Written by Utsav Kumar Singh.

In 2018 we celebrated the centenary of the birth of Nelson Mandela, and 2019 will mark the 150th anniversary of the birth of Mahatma Gandhi: two eminent leaders who represent the shared history of their respective nations, South Africa and India. These two countries have shared close ties over the years, not least in the form of the two Congress parties – the Indian National Congress (INC) and the African National Congress (ANC) – which represent the ideals of these two great leaders.

General elections are currently being held in both India and South Africa, and the Congress party in each of these countries is facing severe challenges. The ANC needs to retain the confidence of the people, while the INC is striving to reassert itself after a period in opposition. Both Congress parties face very similar challenges in order to form the next government, not least because, as emerging economies, there are many commonalities in terms of each country’s socio-economic diversity.

The manifestos of both Congress parties reflect not only the shared challenges between the two countries, but also their leaders’ immaculate clarity and vision for tackling them

One of the major issues for the ANC is the need to reignite growth in the stagnating economy and reduce the unemployment rate, which is one of the highest in the world. Similarly for India, a leaked report by the National Sample Survey (NSS) shows rapid growth in the unemployment rate to its highest level for 45 years.

Then there is the Non-Performing Asset (NPA), which represents the sum of all stressed assets held by the main lending institutions in the country and is recognised by the International Monetary Fund (IMF) as a sound economic indicator. In India this stands at 9.85 per cent, although South Africa fares better at 2.83 per cent. Aside from the unethical practice of evergreening loans, intended to conceal the actual status of accounts or to evergreen the stressed accounts by the lending institutions, the Estina Dairy project scheme in South Africa and the Sarada Chit-Fund case in India are prime examples of asymmetric information in the financial markets, resulting in the disproportionate ballooning of the NPA.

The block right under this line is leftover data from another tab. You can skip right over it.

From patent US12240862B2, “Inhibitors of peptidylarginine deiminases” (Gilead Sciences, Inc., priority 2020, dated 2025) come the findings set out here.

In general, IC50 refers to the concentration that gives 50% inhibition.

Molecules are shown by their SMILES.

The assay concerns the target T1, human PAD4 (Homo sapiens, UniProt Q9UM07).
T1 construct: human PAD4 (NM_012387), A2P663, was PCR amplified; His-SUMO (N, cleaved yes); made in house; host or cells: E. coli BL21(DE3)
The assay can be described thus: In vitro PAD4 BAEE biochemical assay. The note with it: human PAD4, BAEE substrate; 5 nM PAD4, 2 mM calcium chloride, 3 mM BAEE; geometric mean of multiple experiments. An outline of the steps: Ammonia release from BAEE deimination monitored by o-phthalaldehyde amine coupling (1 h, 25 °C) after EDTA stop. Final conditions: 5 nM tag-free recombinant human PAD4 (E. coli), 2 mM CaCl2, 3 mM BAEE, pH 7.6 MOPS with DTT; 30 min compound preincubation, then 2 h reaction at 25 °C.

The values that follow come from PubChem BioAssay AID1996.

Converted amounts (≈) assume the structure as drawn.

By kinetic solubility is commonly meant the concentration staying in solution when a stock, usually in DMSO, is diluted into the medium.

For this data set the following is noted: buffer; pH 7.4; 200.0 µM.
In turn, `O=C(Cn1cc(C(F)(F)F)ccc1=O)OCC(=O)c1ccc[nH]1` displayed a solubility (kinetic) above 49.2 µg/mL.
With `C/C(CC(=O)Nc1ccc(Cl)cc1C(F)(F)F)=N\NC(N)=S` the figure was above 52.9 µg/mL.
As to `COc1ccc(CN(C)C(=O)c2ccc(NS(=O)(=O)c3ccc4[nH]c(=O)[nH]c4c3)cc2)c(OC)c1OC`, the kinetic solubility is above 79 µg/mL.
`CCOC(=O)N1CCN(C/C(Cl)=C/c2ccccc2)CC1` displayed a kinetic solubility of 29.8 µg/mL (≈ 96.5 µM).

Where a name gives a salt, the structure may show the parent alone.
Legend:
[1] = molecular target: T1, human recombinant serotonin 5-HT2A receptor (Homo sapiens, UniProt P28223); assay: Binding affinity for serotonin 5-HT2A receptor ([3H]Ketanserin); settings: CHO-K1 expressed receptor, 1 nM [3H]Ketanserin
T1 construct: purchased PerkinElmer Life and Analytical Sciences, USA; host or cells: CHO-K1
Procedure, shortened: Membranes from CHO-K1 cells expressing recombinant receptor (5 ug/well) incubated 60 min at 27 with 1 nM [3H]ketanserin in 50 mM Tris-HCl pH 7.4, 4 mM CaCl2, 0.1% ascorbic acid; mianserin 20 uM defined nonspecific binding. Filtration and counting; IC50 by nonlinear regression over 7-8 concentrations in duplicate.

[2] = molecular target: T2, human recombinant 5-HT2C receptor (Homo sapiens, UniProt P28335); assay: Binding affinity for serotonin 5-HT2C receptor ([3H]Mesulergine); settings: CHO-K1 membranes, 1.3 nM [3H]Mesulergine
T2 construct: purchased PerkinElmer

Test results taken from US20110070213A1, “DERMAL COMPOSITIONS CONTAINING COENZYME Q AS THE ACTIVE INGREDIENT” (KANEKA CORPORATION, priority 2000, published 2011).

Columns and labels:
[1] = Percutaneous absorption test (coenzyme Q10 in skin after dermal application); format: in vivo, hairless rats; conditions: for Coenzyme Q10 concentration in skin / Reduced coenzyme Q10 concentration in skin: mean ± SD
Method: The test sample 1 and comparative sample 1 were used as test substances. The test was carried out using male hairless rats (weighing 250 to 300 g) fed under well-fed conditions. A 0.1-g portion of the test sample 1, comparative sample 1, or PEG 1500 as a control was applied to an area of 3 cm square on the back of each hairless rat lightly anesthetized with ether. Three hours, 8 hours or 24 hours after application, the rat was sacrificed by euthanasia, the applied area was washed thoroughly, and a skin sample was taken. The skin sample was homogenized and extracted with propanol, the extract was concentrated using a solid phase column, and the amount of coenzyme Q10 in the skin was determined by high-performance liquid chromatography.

The two countries are both signatories of the United Nations Sustainable Development Goals (SDG), with a commitment to achieve 17 development goals and 169 targets in order to address key challenges such as poverty, inequality and gender disparity in all forms and lead to economic, social and environmental development.

Women’s empowerment in South Africa and India is also sorely needed. There are many ways to define the word ‘empowerment’, of course, but according to the World Bank and its agencies: ‘Empowerment is the expansion of assets and capabilities of poor people to participate in, negotiate with, influence, control, and hold accountable institutions that affect their lives.’ In other words, it means increasing the participation of marginalised or vulnerable sections of society in the decision-making that affects their lives.

Women constitute 50 per cent of our population yet they are marginalised in the society and forced to live with decisions made by their male partner, who hinders their absolute freedom to participate in varied aspects of the economy in particular, and society in general. The endurance of gender inequality has been most starkly brought into the public domain by the term ‘Missing Women’. The term was coined by the renowned economist Amartya Sen in a contemporary classic article in the New York Review of Books to highlight the unfavourable sex ratio vis-à-vis  women.

Research has shown that while a woman may have control over her income or decisions in her household, she may be hesitant to participate in political meetings or engage in collective action because of her sex, ethnicity, caste, race or social status. Women’s reservation in public decision-making bodies is therefore essential for the injustices meted out to women on a regular basis. India can follow the model of South Africa, where seats are reserved for women at the party level. South Africa boasts of having 42.7 per cent women in the Lower House and 35.2 per cent women in the Upper House of its National Legislature (Parliament), whereas in India there are a mere 11.4  per cent women in the Lower House (Lok Sabha ) and 11.4 per cent in the Upper House (Rajya Sabha).